Epstein Patching Up Chicago’s Pitching


After a dismal 2012 rebuilding season, Theo Epstein and the Chicago Cubs got off to a fast off-season start.  Only days after the season ended did the Cubs acquire their newest rebuilding piece in pitcher Marcelo Carreno.  The right hander was the PTBNL in the trade that sent former Cubs infielder Jeff Baker to the Detroit Tigers.

Theo Epstein had a quick start to the off-season, acquiring Marcelo Carreno from the Detroit Tigers (Photo Credit: Kyle Terada-US PRESSWIRE)

Epstein has done a decent job of revamping the bats on the farm.  He brought in power hitter Anthony Rizzo from the Padres system, signed Cuban defector Jorge Soler, and promoted long-awaited prospects Brett Jackson and Josh Vitters to the big league club to get the some major league experience.  However, the depth of Chicago’s pitching from the majors down to the lowest levels of their farm system is suspect at best.

During the 2012 regular season, the Cubs as a team ranked 24th in ERA, 29th in wins, last in saves, 26th in WHIP, and the list goes on.  Pitching has actually been a relative strong suit for the Cubs compared to offensive performance in recent years, but 2012 demonstrated that there are serious problems both at the plate and on the mound.  If the Epstein formula is going to turn things around on the North Side of Chicago, the Cubs will need to not only focus on bats, but also add some promising pitching prospects to the mix.  Let’s take a look at the two young arms—Marcelo Carreno and Arodys Vizcaino—who Epstein has added in 2012:

Marcelo Carreno (21) – Acquired via trade with Detroit in 2012

2012 – West Michigan: 3.23 ERA, 1.13 WHIP, 9 W, 8 L, 119 SO in 139.1 IP

Marcelo Carreno spent the entirety of his 2012 season as a starter in the Tigers organization before being shipped to the Cubs on 10/16.  The young Venezuelan was ranked the 11th best Tigers prospect—excellent value for the Cubs in exchange for utility infielder Jeff Baker.

Carreno is coming off his best full season in the minors to date.  He improved his SO/BB ratio from 2.80 to 4.25, and decreased both his H/9 and BB/9 by 1.2.  His strikeout numbers were down compared to 2011, but looking at his other peripheral stats suggests that he became more comfortable pitching to contact, rather than trying to make every out himself. His numbers point to a fast maturing player, even at the young age of 21.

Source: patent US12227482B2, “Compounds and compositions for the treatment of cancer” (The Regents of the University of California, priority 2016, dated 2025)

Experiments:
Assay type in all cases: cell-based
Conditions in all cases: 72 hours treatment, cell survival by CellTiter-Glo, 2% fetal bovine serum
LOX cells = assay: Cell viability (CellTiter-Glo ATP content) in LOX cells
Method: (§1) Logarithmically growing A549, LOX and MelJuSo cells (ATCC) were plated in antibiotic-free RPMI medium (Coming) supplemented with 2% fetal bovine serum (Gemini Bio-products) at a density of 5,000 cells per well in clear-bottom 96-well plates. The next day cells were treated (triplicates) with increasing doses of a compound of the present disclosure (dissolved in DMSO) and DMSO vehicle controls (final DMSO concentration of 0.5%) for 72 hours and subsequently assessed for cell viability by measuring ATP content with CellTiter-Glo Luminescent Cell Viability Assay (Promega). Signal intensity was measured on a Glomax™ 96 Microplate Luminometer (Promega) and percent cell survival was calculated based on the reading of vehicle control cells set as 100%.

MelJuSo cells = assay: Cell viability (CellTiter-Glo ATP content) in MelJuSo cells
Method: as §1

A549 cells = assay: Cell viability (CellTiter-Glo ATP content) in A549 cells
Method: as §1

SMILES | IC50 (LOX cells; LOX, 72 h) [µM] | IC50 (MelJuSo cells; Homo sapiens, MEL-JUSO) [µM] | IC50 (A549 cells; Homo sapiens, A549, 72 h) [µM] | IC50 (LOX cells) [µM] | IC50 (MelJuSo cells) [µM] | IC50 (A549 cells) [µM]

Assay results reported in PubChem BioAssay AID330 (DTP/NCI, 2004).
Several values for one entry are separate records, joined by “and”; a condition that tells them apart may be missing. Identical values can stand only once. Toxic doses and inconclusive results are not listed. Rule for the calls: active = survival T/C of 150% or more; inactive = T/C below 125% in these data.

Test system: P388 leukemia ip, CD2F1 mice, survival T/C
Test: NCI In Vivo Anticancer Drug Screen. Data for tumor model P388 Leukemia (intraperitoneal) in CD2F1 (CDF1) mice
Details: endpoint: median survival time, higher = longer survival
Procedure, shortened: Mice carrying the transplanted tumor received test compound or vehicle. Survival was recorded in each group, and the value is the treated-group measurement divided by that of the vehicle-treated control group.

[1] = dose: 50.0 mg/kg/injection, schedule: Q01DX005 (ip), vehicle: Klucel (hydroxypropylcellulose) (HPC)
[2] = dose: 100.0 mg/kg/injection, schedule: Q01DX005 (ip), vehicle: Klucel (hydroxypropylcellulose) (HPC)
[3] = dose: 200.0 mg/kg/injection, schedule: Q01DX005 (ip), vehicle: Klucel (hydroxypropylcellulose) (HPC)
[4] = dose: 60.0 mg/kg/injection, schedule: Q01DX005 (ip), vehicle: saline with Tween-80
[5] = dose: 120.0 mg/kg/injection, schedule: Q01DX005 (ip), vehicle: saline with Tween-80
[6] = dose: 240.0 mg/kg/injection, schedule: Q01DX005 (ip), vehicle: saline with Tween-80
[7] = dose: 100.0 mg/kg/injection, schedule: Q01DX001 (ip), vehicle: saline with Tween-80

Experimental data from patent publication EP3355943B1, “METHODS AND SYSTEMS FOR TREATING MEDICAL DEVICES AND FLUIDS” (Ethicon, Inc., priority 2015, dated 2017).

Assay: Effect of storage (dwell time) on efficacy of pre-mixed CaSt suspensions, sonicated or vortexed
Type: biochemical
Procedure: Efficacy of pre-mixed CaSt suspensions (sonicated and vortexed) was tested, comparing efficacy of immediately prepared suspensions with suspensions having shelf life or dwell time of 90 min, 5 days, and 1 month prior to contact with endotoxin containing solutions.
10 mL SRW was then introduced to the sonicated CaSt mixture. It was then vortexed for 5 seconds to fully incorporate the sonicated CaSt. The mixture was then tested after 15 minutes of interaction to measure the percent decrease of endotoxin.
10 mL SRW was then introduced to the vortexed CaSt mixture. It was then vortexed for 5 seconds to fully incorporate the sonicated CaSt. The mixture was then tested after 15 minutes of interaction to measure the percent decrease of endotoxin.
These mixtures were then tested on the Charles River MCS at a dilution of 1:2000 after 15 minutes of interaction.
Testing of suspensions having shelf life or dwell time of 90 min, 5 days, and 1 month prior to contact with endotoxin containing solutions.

Apart from the numbers, Carreno features a three pitch arsenal, all of which project to being major league quality.  His fastball is his dominant and most developed pitch, but all reports on his secondary and tertiary curveball and change-up say that both improved greatly during 2012.

Anytime you get good, young pitching in return for a part-time veteran, it is an organizational win.  In Carreno’s case, Epstein & Co. did a great job working the deal through to get a player that could be a mainstay in the middle of the Cubs rotation in two to three years.

Arodys Vizcaino (21) – Acquired via trade with Atlanta in 2012

Vizcaino became the Chicago Cubs top pitching prospect when he was acquired from the Braves at the 2012 trade deadline (Photo Credit: Daniel Shirey-US PRESSWIRE)

2012 – Missed entire season due to injury

The first splash made by Theo Epstein to bring young, talented arms to the Cubs was right at the trade deadline. The Cubs acquired talented right hander, albeit injury-prone, Arodys Vizcaino from the Atlanta Braves. Vizcaino was rated the Braves second best pitching prospect prior to the trade, despite having Tommy John’s surgery in March.

Vizcaino is a young power arm with arsenal that would typically land him a spot in a starting rotation.  He has a fastball that can reach the mid-90s, complemented by two off-speed pitches in his curve and change-up.  He has a career 2.91 minor league ERA, a 1.12 WHIP, and a dominant 9.3 K/9.  Those are numbers the Cubs would like to see out of their future starters, though due to Vizcaino’s history of injuries, they may end up working him out of the pen.

Vizcaino is on schedule to join the club for Spring Training 2013.  He is already throwing off flat ground, and though the Cubs will take it slow with the 21 year old to ensure injuries are filtered out of the equation, they are eager to cash in on Epstein’s high-risk, high-reward move to acquire the righty from the Braves.

In Carreno and Vizcaino, Epstein adds two very young pitchers with high ceilings to the Cubs system.  At 21 years old, Carreno and Vizcaino will likely spend a season or two more in the grooming phase of their early careers before getting the call up to Chicago.  And though they alone cannot solve the Cubs’ pitching woes, they are proof that Epstein is doing what it takes to set up the Cubbies’ rotation and bullpen for long term success.


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